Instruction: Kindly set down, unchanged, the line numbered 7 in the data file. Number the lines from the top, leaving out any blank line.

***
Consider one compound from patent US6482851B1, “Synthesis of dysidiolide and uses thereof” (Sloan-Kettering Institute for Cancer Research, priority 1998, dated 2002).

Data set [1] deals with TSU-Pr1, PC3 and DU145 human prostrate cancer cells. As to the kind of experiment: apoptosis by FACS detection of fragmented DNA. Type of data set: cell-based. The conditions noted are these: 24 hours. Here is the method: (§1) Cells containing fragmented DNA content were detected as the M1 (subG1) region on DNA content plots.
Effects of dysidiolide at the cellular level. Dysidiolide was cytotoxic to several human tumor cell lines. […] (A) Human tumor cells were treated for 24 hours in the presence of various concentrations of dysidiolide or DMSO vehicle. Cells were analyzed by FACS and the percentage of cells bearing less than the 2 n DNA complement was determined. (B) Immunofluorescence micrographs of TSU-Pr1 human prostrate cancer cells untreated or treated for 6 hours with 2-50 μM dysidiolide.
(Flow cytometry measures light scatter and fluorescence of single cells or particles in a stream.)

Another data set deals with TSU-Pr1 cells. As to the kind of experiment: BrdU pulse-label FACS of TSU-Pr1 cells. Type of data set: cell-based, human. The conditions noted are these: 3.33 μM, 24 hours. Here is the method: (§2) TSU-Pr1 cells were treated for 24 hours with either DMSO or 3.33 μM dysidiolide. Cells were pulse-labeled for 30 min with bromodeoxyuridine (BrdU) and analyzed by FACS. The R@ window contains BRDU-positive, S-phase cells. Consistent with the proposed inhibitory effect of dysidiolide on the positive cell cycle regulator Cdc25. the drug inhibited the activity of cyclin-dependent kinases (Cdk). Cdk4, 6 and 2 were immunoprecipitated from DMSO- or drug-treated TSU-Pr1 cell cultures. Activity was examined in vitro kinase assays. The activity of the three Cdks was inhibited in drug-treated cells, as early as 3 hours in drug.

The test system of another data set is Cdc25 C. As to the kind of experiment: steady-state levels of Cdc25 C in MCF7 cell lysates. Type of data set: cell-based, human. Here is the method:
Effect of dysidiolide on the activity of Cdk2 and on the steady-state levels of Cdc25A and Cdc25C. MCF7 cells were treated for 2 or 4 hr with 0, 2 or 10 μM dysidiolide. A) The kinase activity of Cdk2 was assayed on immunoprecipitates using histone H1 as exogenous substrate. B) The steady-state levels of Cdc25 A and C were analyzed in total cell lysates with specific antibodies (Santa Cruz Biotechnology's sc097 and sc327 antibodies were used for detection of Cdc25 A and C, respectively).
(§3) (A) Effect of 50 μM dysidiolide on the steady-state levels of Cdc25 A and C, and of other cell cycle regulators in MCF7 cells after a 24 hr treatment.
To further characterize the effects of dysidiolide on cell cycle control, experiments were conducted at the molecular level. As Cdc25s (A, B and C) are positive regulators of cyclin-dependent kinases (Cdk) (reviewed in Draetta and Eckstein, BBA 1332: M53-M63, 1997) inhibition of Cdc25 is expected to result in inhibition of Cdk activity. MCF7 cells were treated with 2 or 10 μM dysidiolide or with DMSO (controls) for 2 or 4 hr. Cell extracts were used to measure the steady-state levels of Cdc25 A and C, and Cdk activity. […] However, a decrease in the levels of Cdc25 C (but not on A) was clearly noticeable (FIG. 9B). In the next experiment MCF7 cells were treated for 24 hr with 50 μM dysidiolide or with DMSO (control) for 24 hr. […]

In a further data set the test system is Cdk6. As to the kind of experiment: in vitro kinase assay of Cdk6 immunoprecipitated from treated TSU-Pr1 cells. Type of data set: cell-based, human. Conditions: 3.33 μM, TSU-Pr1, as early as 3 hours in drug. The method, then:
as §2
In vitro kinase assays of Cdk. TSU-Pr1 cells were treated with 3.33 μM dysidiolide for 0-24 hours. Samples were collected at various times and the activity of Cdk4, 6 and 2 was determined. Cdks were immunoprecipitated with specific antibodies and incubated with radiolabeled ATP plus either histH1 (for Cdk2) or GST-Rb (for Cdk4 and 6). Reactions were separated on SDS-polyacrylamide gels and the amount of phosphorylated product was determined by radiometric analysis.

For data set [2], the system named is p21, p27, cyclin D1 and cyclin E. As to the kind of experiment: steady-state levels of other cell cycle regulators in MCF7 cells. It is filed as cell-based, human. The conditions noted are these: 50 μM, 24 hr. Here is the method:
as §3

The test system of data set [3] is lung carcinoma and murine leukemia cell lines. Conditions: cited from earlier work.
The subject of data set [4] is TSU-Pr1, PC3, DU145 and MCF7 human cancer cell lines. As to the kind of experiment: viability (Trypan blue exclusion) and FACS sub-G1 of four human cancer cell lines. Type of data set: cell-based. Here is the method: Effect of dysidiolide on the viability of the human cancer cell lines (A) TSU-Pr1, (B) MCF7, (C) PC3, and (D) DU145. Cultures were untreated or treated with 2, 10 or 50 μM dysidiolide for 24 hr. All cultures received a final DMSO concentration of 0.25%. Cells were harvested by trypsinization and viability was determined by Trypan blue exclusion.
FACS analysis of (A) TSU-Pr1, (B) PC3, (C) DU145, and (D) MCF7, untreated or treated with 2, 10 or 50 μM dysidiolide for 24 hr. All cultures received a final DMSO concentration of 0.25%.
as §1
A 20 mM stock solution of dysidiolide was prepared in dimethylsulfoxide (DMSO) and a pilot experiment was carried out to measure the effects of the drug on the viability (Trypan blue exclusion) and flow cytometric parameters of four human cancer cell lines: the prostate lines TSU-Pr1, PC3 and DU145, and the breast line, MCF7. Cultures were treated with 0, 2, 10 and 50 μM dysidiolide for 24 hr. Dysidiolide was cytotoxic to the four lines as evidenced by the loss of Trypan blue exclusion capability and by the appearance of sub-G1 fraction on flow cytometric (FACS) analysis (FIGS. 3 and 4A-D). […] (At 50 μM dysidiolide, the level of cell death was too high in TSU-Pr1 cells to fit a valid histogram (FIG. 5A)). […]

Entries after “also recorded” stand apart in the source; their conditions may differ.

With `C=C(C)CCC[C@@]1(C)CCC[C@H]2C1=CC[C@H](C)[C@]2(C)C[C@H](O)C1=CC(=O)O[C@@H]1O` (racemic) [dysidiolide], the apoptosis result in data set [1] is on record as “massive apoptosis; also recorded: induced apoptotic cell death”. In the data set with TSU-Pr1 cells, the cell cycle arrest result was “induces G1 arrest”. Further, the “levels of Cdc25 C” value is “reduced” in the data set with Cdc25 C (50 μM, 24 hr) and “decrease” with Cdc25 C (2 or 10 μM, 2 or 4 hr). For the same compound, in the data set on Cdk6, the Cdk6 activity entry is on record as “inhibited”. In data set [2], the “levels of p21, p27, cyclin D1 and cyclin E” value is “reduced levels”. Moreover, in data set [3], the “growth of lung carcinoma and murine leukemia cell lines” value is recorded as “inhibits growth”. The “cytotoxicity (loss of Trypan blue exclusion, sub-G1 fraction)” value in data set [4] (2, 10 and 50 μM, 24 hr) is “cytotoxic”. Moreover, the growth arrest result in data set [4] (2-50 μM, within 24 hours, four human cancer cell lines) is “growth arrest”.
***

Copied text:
Effect of dysidiolide on the activity of Cdk2 and on the steady-state levels of Cdc25A and Cdc25C. MCF7 cells were treated for 2 or 4 hr with 0, 2 or 10 μM dysidiolide. A) The kinase activity of Cdk2 was assayed on immunoprecipitates using histone H1 as exogenous substrate. B) The steady-state levels of Cdc25 A and C were analyzed in total cell lysates with specific antibodies (Santa Cruz Biotechnology's sc097 and sc327 antibodies were used for detection of Cdc25 A and C, respectively).